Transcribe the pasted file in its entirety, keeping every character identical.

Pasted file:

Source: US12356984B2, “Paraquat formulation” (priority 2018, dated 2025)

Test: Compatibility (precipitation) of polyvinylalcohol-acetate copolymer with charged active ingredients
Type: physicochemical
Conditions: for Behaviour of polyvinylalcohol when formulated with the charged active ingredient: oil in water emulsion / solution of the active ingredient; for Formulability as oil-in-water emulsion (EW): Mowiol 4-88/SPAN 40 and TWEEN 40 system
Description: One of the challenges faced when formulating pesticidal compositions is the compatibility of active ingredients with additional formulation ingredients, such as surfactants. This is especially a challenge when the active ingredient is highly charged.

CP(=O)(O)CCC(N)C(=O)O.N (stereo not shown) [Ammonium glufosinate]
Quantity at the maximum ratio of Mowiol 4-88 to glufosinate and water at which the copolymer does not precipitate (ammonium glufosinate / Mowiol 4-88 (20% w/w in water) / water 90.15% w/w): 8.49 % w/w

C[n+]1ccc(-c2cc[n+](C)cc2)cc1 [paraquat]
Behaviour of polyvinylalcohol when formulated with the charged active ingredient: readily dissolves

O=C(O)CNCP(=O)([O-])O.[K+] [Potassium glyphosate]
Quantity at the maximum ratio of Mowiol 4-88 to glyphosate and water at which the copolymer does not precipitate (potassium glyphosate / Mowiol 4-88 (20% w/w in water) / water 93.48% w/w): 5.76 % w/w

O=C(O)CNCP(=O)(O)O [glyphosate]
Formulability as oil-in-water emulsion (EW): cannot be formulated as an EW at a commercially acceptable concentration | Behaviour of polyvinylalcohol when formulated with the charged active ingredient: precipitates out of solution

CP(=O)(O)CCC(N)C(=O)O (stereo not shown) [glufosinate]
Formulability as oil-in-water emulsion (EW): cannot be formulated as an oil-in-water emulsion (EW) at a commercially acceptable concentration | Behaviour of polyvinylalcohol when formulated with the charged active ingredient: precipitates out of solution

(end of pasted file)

Source: US12356984B2, “Paraquat formulation” (priority 2018, dated 2025)

Test: Compatibility (precipitation) of polyvinylalcohol-acetate copolymer with charged active ingredients
Type: physicochemical
Conditions: for Behaviour of polyvinylalcohol when formulated with the charged active ingredient: oil in water emulsion / solution of the active ingredient; for Formulability as oil-in-water emulsion (EW): Mowiol 4-88/SPAN 40 and TWEEN 40 system
Description: One of the challenges faced when formulating pesticidal compositions is the compatibility of active ingredients with additional formulation ingredients, such as surfactants. This is especially a challenge when the active ingredient is highly charged.

CP(=O)(O)CCC(N)C(=O)O.N (stereo not shown) [Ammonium glufosinate]
Quantity at the maximum ratio of Mowiol 4-88 to glufosinate and water at which the copolymer does not precipitate (ammonium glufosinate / Mowiol 4-88 (20% w/w in water) / water 90.15% w/w): 8.49 % w/w

C[n+]1ccc(-c2cc[n+](C)cc2)cc1 [paraquat]
Behaviour of polyvinylalcohol when formulated with the charged active ingredient: readily dissolves

O=C(O)CNCP(=O)([O-])O.[K+] [Potassium glyphosate]
Quantity at the maximum ratio of Mowiol 4-88 to glyphosate and water at which the copolymer does not precipitate (potassium glyphosate / Mowiol 4-88 (20% w/w in water) / water 93.48% w/w): 5.76 % w/w

O=C(O)CNCP(=O)(O)O [glyphosate]
Formulability as oil-in-water emulsion (EW): cannot be formulated as an EW at a commercially acceptable concentration | Behaviour of polyvinylalcohol when formulated with the charged active ingredient: precipitates out of solution

CP(=O)(O)CCC(N)C(=O)O (stereo not shown) [glufosinate]
Formulability as oil-in-water emulsion (EW): cannot be formulated as an oil-in-water emulsion (EW) at a commercially acceptable concentration | Behaviour of polyvinylalcohol when formulated with the charged active ingredient: precipitates out of solution